The only thing I deplored in those days was that the promotions didn’t come quickly enough. Then when you had a certain promotion at a certain level, to have the promotion you had to wait for someone to leave. So I became a sergeant, I wanted to have a higher promotion. There were 12 of us sergeants, and there were about five or six places where it was possible to go up in rank. So that meant that we would have had to wait for several people to leave.
I arrived in (19)55, July (19)55 (in Korea). When we got there, we picked up what was left behind. When I went in (19)55-(19)56, at the end of (19)56, we shut down the infantry unit over there (the 25th Canadian Infantry Brigade). It was us who were the last there with the hospital who shut down the infantry unit, the British, New Zealanders, the Scottish and the Turks. All of the units that were around us, they all shut down, backed up and returned to their countries. So I helped over there. I had photos that I had taken when we shut down the infantry unit with the Ambassador of England who had come. And then we opened a hospital in Inchon (Korea), to the south. We went all the way down to the port (near Seoul). We closed the brigade. We went down to the port with the hospital. We opened a small hospital which we called MIR; Medical Inspection Room. A small hospital with 10 beds, 10-12 beds until we left in July (19)57.
It was a long year. We spent a full year over there. It was just treatment, caring for the people who remained, the British, New Zealanders and the Scottish. We always had the problem of people trying to break in to steal from us. The North Koreans tried to break in. You had the demarcation line (a demilitarized area separating the North Koreans from the South Koreans at the 38th parallel) and people were always trying to cross over to the south side. That’s where there were skirmishes. People fired at each other and we went out and picked up the bodies and brought them back. In the winter, I saw frozen bodies that had been picked up from the mountains. The men who worked there froze, they were frozen bodies. You put slabs of ice into the truck.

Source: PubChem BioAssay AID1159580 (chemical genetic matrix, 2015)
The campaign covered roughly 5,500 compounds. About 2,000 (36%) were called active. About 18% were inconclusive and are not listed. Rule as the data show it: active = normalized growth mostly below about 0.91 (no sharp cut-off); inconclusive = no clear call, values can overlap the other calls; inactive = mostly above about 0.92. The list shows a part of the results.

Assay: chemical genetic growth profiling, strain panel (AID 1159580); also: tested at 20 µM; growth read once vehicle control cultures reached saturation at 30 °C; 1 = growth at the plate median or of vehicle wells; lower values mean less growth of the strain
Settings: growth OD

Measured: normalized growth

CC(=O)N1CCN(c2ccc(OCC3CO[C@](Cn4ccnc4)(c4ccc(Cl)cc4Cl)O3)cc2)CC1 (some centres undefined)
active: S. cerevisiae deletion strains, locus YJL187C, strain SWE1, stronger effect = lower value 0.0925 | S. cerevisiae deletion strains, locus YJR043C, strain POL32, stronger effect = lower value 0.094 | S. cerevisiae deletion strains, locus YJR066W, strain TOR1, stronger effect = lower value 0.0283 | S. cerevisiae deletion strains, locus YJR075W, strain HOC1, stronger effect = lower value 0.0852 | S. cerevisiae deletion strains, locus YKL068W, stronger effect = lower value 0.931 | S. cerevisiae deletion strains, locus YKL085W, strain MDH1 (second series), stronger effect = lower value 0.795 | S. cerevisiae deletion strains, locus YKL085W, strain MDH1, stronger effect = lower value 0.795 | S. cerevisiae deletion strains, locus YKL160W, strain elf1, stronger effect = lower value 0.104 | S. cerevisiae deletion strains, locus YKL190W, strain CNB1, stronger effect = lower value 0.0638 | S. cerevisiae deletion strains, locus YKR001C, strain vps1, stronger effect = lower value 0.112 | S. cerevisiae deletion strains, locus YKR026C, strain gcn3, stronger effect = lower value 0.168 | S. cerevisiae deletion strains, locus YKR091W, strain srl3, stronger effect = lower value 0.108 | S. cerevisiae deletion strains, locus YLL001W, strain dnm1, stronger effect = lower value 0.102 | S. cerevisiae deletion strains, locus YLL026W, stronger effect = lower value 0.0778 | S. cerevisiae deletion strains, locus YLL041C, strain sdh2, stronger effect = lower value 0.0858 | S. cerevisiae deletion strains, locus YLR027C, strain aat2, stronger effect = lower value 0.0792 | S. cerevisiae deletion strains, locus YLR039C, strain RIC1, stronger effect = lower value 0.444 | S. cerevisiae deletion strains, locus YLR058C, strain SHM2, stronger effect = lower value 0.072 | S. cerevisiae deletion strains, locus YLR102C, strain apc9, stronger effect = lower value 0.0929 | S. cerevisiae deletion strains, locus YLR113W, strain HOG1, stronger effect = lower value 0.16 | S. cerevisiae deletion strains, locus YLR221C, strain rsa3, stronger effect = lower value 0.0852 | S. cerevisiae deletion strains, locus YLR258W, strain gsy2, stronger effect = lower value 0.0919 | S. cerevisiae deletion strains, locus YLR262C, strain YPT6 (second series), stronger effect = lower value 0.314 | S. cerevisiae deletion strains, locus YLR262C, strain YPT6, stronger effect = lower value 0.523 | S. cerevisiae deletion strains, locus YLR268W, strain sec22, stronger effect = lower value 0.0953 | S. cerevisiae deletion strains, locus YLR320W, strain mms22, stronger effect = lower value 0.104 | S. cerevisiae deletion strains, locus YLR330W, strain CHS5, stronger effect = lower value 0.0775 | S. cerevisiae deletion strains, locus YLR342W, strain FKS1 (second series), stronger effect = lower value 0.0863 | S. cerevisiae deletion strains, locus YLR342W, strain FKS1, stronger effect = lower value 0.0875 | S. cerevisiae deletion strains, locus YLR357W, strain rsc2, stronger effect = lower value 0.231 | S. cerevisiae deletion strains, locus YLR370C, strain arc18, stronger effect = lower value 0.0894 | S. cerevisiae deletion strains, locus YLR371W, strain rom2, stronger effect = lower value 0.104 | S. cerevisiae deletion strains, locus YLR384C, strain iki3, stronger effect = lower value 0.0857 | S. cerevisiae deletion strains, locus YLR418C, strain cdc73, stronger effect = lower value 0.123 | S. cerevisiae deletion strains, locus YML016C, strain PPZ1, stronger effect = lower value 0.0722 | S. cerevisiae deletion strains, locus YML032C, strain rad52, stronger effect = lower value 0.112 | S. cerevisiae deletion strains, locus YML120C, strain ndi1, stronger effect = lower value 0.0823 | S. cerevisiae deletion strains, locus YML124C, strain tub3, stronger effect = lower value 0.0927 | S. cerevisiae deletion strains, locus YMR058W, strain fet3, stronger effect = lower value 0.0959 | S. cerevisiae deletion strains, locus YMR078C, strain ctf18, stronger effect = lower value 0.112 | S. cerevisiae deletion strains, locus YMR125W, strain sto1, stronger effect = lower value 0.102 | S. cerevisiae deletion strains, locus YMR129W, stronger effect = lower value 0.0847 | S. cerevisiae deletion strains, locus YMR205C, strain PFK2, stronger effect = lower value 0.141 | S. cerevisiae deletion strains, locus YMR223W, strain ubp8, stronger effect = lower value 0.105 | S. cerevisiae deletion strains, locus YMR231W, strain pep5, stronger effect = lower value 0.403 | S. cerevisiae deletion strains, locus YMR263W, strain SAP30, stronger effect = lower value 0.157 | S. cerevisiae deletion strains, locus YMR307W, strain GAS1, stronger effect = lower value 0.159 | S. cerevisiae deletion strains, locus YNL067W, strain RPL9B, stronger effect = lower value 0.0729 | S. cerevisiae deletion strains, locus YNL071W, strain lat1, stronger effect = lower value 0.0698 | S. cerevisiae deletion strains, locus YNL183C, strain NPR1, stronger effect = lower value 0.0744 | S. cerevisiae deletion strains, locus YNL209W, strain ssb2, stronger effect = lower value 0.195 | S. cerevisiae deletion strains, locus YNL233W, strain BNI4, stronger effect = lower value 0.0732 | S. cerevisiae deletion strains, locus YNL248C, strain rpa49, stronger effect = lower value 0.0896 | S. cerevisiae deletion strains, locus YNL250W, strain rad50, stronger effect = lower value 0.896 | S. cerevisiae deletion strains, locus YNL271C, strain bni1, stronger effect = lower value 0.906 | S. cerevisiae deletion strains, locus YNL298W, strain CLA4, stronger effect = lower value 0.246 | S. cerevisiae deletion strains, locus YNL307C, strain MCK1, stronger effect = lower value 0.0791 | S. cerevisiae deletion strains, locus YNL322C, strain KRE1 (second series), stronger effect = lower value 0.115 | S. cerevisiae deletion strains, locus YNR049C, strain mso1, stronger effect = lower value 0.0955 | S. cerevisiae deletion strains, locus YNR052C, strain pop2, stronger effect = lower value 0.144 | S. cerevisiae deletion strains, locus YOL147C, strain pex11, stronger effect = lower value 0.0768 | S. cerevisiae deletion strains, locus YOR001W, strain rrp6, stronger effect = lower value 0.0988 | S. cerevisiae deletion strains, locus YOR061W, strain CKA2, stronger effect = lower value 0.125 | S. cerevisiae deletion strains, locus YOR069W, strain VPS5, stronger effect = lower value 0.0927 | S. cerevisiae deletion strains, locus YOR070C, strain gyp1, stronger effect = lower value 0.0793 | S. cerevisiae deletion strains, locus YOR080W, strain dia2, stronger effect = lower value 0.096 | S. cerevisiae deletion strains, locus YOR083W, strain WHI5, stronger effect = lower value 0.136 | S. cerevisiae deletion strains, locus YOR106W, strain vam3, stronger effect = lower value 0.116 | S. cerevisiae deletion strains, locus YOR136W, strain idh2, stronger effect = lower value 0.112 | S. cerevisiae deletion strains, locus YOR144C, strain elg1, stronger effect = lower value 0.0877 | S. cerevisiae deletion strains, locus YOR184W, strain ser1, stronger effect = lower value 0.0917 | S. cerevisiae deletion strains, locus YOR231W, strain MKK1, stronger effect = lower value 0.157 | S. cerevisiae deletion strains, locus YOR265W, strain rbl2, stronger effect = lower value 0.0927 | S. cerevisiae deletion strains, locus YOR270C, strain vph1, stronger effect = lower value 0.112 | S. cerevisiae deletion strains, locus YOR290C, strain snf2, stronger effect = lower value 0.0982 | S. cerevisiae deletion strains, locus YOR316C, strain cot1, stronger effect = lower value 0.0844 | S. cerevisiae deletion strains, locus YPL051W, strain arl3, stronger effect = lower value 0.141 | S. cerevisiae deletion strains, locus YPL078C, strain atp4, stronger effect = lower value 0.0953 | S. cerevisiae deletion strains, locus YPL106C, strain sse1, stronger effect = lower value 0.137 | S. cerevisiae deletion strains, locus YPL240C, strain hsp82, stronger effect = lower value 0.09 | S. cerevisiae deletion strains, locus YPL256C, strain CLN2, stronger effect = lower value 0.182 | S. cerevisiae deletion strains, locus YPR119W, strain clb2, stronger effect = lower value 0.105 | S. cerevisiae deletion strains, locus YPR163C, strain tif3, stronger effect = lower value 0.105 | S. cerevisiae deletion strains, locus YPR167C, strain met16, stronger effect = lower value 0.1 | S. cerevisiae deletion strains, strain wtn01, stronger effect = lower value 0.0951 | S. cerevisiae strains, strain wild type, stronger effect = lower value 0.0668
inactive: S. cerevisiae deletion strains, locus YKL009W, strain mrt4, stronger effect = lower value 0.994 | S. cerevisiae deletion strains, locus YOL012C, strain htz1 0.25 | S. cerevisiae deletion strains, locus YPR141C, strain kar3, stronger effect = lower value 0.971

No but there were always scuffles on one side or the other. First off, the practices occurred all the same. The Turks practiced. We practiced all the time. Because there was always the conflict between North Korea and South Korea. In Panmunjom we always had to sign every three or six months. We had to trek up there. I went twice. We had to go there and then the officers would sign a renewable peace agreement for three months, every three months. The same thing still exists today. You can calculate after 50 some-odd years. It’s still the same thing, at the same place, the same signatures. It still exists. Panmunjom remains and it’s the same contract. Go sign a contract every three or six months, make an agreement that will ensure the peace. There are always people trying to cross and for those who do, it’s a no man’s land. They’ll be shot, that’s for sure. And then you have to go get them.